Chintniya hi vipdam adavev pratikriyah; N kapokhananm yuktam pradipte vahine grihe implies that solution to a problem should be thought of ahead of time. It wouldn’t be right to dig a well when the house is on fire.This important point was emphasised by Rashtriya Seva Bharti (RSB) when it conducted a two-day workshop on ‘First Responder Training Programme on Disaster Management’ on October 1st and 2nd, 2022. The workshop ideated a vision among the participants to arm themselves with knowledge and reduce the number of lives lost due to lack of disaster preparedness.
Building A Disaster Resilience Society
The event was organised in partnership with Brihanmumbai Municipal Corporation (BMC). More than hundred participants from different provinces were invited to this event where one hundred and twenty-seven attended. The idea behind the conceptualisation of this two-day programme was to sow seeds for developing a trained workforce for disaster management at the primary level- to spread the message of building a disaster resilience society.
The song composed and sung during the workshop echoes similar sentiments that when we as society take the ownership towards building resilience, any difficulty can be overcome. The beautiful lines are:
Sanghatit shakti ke aagey, har sankat tal jayega, Govardhan ungli se thame, sangh krishna ban jayenga. Karyakartas from Rashtriya Sewa Bharatiya, working under the umbrella of Sewa Bharati, are leading the way in becoming like Bhagwan Krishna, where they can handle any disaster just like He did with Govardhan mountain. To develop a skilled workforce for the future, Karyakartas have initiated training for different sections of society about the basics of disaster management. These Karyakartas and other social organisation participants will then provide training to their workers in their districts, thereby building a team from the ground up. As community level responders are the first responders, the commitment for such programmes is more felt.
Mitigating Impact Of A Disaster
The workshop explained to the participants how a disaster should be tackled to mitigate its impact. The objective was to share the knowledge about the fundamentals during an emergency. Providing do’s and don’ts as first responder for all the major disasters to jotting down things to learn and emulate within a 10-10 framework from different disaster experiences of various countries, it helped people to keep their survival kits ready before an emergency.
The session tried to balance out the theoretical knowledge with practical application through real life examples of actual emergency incidents. The participants underwent mock drills such as using a fire extinguisher, performing CPR, and ways of using ropes and knots to evacuate. The nine sessions covered a range of topics by varied disaster management experts from different domains ranging from academia, government, ground practitioners to promote vigilance and act on steps to meet disasters with utmost readiness.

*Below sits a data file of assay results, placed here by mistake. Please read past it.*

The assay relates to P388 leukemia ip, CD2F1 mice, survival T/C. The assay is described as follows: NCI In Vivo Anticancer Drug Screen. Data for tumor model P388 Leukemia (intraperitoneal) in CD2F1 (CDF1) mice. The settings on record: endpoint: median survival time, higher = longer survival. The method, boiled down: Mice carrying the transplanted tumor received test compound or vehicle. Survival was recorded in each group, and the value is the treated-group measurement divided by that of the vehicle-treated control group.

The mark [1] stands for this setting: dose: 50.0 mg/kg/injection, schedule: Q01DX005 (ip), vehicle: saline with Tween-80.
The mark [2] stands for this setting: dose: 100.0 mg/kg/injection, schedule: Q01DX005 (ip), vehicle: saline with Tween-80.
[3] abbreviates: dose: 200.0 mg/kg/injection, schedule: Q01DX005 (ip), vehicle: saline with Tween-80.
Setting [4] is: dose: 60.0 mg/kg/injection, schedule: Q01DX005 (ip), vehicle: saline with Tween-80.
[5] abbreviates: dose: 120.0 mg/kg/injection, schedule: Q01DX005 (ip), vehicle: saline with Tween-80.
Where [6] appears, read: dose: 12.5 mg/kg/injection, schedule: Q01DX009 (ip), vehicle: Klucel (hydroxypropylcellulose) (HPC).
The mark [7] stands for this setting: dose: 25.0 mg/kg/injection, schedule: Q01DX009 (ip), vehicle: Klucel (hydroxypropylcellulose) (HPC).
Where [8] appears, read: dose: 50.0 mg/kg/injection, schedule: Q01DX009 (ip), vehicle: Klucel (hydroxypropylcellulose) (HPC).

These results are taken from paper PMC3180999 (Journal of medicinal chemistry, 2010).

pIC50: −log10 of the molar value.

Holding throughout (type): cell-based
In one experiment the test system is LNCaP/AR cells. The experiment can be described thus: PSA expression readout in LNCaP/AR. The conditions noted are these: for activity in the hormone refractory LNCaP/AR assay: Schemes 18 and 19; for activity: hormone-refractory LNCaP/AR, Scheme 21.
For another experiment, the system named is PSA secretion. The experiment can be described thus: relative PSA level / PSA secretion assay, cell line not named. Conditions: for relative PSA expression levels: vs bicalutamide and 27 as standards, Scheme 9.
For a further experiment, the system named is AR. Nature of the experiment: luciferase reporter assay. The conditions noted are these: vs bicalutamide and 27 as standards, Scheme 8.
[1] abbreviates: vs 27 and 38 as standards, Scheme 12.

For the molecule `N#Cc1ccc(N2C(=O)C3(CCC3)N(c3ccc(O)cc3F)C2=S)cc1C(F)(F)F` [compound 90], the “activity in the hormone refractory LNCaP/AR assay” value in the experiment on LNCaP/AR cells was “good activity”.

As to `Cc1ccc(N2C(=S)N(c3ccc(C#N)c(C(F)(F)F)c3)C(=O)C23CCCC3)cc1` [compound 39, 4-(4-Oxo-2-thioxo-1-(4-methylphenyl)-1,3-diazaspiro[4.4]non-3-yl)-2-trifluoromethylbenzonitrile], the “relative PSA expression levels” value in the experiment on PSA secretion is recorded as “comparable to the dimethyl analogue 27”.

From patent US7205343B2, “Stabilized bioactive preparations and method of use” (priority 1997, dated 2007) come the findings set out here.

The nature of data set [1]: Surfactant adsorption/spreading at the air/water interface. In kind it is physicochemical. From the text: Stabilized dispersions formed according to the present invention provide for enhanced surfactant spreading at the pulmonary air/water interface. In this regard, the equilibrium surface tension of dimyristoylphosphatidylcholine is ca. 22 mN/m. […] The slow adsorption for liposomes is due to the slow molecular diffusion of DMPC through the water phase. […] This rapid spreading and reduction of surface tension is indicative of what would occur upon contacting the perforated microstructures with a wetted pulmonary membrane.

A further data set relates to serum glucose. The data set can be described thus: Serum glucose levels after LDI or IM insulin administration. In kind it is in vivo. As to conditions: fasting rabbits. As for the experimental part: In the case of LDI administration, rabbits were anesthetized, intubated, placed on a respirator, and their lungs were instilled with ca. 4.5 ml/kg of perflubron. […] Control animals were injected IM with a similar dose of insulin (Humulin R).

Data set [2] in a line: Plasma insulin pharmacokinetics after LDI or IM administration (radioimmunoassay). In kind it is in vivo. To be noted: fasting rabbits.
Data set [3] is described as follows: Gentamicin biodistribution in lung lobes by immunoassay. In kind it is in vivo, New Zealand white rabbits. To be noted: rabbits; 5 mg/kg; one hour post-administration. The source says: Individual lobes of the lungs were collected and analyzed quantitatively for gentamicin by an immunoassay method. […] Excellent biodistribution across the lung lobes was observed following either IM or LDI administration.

Disaster management expert Rajendra Lokhande guided six action-oriented programmes to solve the problems faced during the time of emergency due to which immediate relief work is possible.
Vani Manoraj, participant of “Sewa International” in the programme, said, “This two-day workshop is important for organisations working in disaster management. We have learnt a lot about disaster management to build structures within our own networks to propagate this army of trained responders. It will be helpful in working at the grassroots level.”
Similarly, Saroj Karji, swayamsevak karyakarta from Odisha Prant highlighted the importance of spreading the awareness and knowledge gained from the training to the ground, “It teaches lessons on how to build structures within networks to create an army of trained responders. This will be helpful in working at the grassroots level so that we can be better equipped to handle future disasters. The course also provides valuable insight on how to manage a team of people, which will come in handy when coordinating relief efforts during a crisis.”
Tackling Maharashtra Drought
Rashtriya Sewa Bharati has been preparing for and responding to disasters for over 50 years. It has a wide network of volunteers with diverse backgrounds, ranging from doctors and nurses to ex-service men, teachers, engineers, and so forth. By having such a strong and reliable network, Rashtriya Sewa Bharati is the first one to respond to any disaster within the country and is able to be of assistance during difficult times. In 1972, for instance, when there was severe Maharashtra drought, Jan Kalyan Samiti was the first organisation to respond to the disaster.
As Mahatma Gandhi said, true strength comes from an indomitable will, not from physical capacity. This is something that Rashtriya Sewa Bharati’s volunteers exemplify as they work in various humanitarian disaster crises, often managing serious sickness (themselves or their families) and even personal loss. These individuals demonstrate an unyielding strength and determination in the face of difficult circumstances. They all live by the motto that “we’re all in this together”. As human beings, we have a responsibility to help those who have been affected by disasters, whether it be natural or man-made. One day it may be us or our loved ones who need someone to reach out and help.
Rashtriya Sewa Bharati has started this initiative to make people aware of disaster management related topics at the village level. They believe that we need to plan together, and that it will be different from the past. They have begun to prepare a ground team for this eventuality.